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by afew (afew(a in a circle)eurotrib_dot_com) on Wed Mar 28th, 2012 at 10:53:30 AM EST
Democratic inequality | European Voice

This is one of the first detailed studies of the adverse effects of income inequality that I have seen. It goes beyond the headline-grabbing `1%' debate to show that even the everyday inequality that most Americans face has deep, pernicious effects.

Equally interesting is the link that the study finds between income inequality and pre-crisis economic policy. Republican Congressmen from districts with higher levels of income inequality were more likely to vote for legislation to expand housing credit to the poor in the years before the crisis (almost all Democrats voted for such legislation, making it hard to distinguish their motives). And the effect of spending by the rich on non-rich households' spending was higher in areas where house prices could move more, suggesting that housing credit and the ability to borrow against rising home equity may have supported over-consumption by the non-rich.

I was most fascinated, though, by the difference in legislators' response to inequality now and in the past. In a study of the congressional vote on the McFadden Act of 1927, which sought to boost competition in lending, Rodney Ramcharan of the US Federal Reserve and I found that legislators from districts with a highly unequal distribution of land holdings - farming was the primary source of income in many districts then - tended to vote against the act. More inequality led legislators, at least in that case, to prefer less competition and less expansion in lending. And we found that counties with less bank competition experienced a milder farmland boom, and therefore a smaller bust in the years before the Great Depression.

by afew (afew(a in a circle)eurotrib_dot_com) on Wed Mar 28th, 2012 at 02:13:33 PM EST
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BRICS summit to explore creation of bank - Central & South Asia - Al Jazeera English

The proposal of a development bank is high on the agenda at the summit of the five BRICS bloc nations - Brazil, Russia, India, China and South Africa - starting on Thursday in New Delhi.

The proposal for a "South-South" development bank in the mould of the World Bank is one of the main points to be discussed by the group of five rising powers at the fourth BRICS summit.

The initiative would allow the countries to pool resources for infrastructure improvements, and could also be used in the longer term as a vehicle for lending during global financial crises such as the one in Europe, officials said.

"What will be discussed (in New Delhi) is the possibility of setting up a BRICS development bank for infrastructure projects, development, not only in member countries but also in developing countries," Maria Edileuza Fonteneles Reis, a senior Brazilian foreign ministry official, said.

Fernando Pimentel, the Brazilian industry and trade minister, told reporters in Brasilia last week, "the proposal to set up a BRICS bank, an international, investment bank of these five countries," is the main item on the agenda.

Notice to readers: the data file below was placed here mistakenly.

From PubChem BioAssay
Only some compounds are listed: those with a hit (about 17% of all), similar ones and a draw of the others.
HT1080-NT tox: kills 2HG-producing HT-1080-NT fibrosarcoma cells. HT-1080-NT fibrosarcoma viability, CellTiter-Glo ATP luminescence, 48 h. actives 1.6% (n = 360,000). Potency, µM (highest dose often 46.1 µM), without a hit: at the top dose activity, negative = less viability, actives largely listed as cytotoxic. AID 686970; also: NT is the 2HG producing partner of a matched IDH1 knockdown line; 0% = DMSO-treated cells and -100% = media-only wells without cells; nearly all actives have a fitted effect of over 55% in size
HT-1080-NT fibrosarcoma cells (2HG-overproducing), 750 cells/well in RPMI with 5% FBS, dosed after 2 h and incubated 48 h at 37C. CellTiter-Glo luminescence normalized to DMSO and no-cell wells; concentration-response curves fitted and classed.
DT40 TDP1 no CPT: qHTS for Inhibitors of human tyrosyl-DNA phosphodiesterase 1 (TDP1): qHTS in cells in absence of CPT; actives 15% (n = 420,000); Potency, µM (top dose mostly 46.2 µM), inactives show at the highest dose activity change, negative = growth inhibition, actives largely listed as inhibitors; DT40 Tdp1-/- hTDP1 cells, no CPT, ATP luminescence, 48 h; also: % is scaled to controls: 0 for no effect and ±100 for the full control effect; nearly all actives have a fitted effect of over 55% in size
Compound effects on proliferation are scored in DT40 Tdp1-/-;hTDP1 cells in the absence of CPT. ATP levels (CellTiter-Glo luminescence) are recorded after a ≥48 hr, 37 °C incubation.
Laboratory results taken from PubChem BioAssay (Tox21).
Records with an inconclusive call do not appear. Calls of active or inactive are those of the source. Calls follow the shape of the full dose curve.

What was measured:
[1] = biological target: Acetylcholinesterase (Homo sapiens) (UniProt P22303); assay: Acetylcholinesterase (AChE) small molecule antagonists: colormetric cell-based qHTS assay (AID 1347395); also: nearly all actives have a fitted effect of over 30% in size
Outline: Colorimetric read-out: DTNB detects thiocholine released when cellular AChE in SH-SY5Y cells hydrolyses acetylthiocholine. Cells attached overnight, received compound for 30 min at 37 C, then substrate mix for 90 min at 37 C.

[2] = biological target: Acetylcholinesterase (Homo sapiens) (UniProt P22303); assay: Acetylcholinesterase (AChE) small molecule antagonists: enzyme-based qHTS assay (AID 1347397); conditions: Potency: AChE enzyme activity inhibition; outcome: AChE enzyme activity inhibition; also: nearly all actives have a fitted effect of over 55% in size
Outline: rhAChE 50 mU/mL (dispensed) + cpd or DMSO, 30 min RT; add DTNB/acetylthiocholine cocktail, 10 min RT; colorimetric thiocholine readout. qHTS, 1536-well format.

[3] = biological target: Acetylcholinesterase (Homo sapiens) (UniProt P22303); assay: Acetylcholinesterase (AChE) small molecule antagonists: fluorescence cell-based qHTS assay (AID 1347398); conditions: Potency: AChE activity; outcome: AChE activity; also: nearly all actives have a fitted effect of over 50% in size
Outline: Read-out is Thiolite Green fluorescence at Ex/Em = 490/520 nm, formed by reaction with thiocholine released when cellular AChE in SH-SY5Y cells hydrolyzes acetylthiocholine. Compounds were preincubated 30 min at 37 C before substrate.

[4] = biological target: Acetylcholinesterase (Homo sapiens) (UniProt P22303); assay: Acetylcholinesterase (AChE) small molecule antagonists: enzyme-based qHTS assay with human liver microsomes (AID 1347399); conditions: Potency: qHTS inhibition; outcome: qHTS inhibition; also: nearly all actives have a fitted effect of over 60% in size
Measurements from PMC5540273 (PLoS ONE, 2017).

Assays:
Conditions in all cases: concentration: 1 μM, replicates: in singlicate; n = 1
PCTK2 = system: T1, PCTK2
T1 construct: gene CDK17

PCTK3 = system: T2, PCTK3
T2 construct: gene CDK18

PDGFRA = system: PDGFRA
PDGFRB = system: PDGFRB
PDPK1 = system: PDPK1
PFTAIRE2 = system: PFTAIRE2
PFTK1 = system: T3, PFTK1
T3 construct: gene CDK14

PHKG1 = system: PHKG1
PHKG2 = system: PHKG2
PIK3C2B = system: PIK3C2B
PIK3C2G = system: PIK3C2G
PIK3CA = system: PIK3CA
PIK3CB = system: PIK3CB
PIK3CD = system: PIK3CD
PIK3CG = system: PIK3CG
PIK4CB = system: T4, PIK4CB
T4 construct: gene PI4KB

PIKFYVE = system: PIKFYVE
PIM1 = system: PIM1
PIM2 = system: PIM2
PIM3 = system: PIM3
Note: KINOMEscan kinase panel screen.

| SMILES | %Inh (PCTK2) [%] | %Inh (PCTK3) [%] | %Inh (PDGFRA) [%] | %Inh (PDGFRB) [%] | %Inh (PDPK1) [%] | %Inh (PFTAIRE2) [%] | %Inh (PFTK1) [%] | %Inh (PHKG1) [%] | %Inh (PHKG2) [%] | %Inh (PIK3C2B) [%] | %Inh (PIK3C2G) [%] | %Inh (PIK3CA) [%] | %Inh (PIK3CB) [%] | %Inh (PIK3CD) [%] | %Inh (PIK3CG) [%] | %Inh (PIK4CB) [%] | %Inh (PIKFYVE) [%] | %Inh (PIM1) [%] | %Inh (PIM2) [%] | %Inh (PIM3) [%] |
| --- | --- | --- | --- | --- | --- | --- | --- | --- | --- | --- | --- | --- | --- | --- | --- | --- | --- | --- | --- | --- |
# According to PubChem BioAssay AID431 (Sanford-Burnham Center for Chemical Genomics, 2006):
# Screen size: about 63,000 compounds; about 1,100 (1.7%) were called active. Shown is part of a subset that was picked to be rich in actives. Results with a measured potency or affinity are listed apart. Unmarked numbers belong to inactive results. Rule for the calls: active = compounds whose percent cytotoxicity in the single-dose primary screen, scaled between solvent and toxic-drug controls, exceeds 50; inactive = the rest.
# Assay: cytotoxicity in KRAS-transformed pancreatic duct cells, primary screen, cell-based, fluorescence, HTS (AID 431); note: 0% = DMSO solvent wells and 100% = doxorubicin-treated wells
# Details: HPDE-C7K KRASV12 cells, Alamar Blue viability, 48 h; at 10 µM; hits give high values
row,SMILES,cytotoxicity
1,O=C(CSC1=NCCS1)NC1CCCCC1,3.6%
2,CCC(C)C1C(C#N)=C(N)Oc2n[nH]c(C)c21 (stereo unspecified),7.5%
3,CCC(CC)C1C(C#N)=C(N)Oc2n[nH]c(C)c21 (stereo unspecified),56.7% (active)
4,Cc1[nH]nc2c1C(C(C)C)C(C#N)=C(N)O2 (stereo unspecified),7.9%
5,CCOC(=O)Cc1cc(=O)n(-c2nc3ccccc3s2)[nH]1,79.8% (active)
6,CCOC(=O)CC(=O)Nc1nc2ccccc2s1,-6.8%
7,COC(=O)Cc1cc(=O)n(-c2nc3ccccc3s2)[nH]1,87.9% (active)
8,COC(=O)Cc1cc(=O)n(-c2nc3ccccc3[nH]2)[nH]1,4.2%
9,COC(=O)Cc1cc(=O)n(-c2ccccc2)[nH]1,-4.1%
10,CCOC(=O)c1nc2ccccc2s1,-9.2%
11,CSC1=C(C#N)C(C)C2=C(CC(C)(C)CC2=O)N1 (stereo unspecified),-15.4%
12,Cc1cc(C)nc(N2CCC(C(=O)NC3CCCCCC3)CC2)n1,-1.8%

He said that the countries would sign a deal at the summit to study the creation of the bank.

by afew (afew(a in a circle)eurotrib_dot_com) on Wed Mar 28th, 2012 at 02:32:46 PM EST
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True economic measure includes natural assets: scientists | Reuters

(Reuters) - Traditional measures showing strong economic growth in Brazil and India over nearly two decades fail to take account of the depletion of their natural resources, scientists and economists at a climate conference said on Wednesday.

Scientists and environment groups have been pressuring governments to include the value of their countries' natural resources - and use or loss of them - into future measurements of economic activity, rather than relying solely on the gross domestic product calculation.

Between 1990 and 2008, the wealth of Brazil and India measured by GDP rose 34 percent and 120 percent respectively, but this measurement is flawed, economists at the "Planet Under Pressure" conference in London argued.

by afew (afew(a in a circle)eurotrib_dot_com) on Wed Mar 28th, 2012 at 02:50:29 PM EST
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We keep coming back to externalities. They are very prominent in energy, but even greater within the system itself.

so there's two games, one to get externalities included, and the harder one, how to quantify them.

"Life shrinks or expands in proportion to one's courage." - Ana´s Nin

by Crazy Horse on Wed Mar 28th, 2012 at 05:53:21 PM EST
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yes, it is the 800lb gorilla.

how do you 'quantify' the amazon basin, all they know is how to commodify it, and not even that really, because what market values can they ascribe when the market itself is so fickle and skewed by speculation?

when externalities are included, all of a sudden you get why the whole is more than merely the sum of its parts, the difference between seed corn and eating corn, between the goose and its eggs, between furniture and firewood...

and why humpty dumpty is so hard to put together again.

they don't talk about 'internalities', do they?

'The history of public debt is full of irony. It rarely follows our ideas of order and justice.' Thomas Piketty

by melo (melometa4(at)gmail.com) on Wed Mar 28th, 2012 at 08:35:58 PM EST
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Apologize for not getting english links, but methinks it funny that the German states are calling for Germany Bonds so everyone pays the same interest rates.

Yes, Frau Merkel, they wish a Transfer Union.

Süddeutsche Zeitung

"Life shrinks or expands in proportion to one's courage." - Ana´s Nin

by Crazy Horse on Thu Mar 29th, 2012 at 06:01:10 AM EST
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